Wildlife art and illustration: some experiments in Auroville, India

Main Article Content

M.E. Ramanujam
S.J. Brooks

Abstract

The various media experimented with and some experiences have been discussed. The difference between traditional animal art (where religious and anecdotal insinuation, decoration and function are the onus) and wildlife art (where exactness to the natural form is the catchword) has been reiterated. The present schools of wildlife art (American and European) have been touched upon and so has the theory of our fascination for wildlife art.

Article Details

How to Cite
[1]
Ramanujam, M. and Brooks, S. 2011. Wildlife art and illustration: some experiments in Auroville, India. Journal of Threatened Taxa. 3, 4 (Apr. 2011), 1702–1710. DOI:https://doi.org/10.11609/JoTT.o2673.1702-10.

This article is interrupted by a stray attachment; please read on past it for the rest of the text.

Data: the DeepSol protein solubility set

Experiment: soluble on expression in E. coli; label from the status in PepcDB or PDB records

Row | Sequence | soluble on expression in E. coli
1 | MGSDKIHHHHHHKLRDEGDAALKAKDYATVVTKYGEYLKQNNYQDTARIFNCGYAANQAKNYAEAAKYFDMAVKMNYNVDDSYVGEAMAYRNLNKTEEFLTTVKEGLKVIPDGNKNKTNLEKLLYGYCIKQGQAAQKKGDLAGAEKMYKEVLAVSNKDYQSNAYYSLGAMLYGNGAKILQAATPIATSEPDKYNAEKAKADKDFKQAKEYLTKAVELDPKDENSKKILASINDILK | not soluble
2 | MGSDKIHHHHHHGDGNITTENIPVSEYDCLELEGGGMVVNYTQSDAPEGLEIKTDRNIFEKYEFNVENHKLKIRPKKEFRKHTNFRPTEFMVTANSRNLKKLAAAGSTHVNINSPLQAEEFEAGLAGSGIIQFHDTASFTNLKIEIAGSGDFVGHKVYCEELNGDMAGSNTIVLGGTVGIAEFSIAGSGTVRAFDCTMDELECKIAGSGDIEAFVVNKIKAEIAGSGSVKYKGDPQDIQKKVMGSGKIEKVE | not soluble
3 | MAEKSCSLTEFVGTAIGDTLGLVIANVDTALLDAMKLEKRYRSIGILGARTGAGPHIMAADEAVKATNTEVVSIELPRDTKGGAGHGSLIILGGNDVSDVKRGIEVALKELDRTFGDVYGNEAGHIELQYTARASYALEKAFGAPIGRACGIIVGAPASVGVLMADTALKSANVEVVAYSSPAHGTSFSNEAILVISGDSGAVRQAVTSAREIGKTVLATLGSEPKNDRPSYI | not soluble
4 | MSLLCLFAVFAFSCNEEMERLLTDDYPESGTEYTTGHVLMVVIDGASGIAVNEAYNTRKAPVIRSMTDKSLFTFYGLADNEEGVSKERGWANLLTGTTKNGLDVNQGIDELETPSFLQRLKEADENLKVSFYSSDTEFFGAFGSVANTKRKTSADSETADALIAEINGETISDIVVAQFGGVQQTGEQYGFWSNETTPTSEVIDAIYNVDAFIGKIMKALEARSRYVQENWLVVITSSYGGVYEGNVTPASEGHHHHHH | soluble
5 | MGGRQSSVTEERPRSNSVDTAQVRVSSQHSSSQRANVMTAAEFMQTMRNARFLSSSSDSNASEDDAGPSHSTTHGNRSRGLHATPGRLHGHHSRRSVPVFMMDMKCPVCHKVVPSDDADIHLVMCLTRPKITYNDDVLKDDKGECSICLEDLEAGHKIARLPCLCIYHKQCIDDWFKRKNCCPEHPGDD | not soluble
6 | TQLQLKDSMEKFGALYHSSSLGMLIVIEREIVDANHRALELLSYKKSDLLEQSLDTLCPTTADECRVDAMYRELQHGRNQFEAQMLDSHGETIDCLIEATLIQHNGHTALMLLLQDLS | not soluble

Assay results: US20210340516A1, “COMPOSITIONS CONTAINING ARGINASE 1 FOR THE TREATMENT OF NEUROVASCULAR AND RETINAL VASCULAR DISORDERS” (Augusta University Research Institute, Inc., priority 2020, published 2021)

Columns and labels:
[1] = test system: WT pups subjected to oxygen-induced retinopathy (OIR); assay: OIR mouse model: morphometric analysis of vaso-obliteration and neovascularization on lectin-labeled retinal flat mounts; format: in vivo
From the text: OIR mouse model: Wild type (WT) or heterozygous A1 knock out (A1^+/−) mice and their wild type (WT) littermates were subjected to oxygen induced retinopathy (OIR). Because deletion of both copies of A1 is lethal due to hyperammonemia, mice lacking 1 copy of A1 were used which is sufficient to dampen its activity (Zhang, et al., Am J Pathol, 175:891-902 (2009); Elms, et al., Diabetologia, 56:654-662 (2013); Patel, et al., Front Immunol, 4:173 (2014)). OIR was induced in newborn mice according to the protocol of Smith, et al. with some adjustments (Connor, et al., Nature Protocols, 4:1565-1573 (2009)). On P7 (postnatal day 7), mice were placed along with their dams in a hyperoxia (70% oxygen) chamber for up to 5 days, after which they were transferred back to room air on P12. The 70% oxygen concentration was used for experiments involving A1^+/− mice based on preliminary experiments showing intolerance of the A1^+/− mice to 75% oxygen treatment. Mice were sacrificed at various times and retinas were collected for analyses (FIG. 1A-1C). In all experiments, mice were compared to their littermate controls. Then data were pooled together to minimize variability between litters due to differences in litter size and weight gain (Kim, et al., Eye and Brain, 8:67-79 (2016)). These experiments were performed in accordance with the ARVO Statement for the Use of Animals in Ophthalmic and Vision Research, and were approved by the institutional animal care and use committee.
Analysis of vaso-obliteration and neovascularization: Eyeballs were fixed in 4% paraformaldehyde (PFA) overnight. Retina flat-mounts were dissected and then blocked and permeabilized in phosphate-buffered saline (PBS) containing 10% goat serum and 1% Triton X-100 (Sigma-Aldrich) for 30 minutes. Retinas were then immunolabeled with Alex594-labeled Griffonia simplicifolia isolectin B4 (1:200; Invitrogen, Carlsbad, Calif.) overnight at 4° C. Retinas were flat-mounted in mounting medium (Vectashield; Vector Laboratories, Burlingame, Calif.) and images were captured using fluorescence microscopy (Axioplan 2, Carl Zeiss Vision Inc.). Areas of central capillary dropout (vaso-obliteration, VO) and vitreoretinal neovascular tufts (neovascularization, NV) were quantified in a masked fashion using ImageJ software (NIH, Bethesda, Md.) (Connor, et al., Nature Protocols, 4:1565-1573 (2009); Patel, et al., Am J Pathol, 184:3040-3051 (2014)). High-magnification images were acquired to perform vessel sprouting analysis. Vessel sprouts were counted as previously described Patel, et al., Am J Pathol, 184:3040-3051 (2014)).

Section
Conservation Applications
Author Biographies

M.E. Ramanujam

M. Eric Ramanujam has been a wildlife illustrator for nearly two decades. Since 1997 he has been involved in full time conservation and has undertaken wildlife surveys in the Kaliveli region and Adyar wetland complex. His main sphere of interest is the natural history of the Indian Eagle Owl Bubo bengalensis. He heads the design and art studios in Pitchandikulam.

S.J. Brooks

S. Joss Brooks established Pitchandikulam, a forest community in Auroville, and was one of the pioneers of re-establishing the indigenous coastal vegetation of this region. He is the lead consultant to the prestigious Government of Tamil Nadu’s Tholkappia Poonga eco-restoration project in Adyar, Chennai.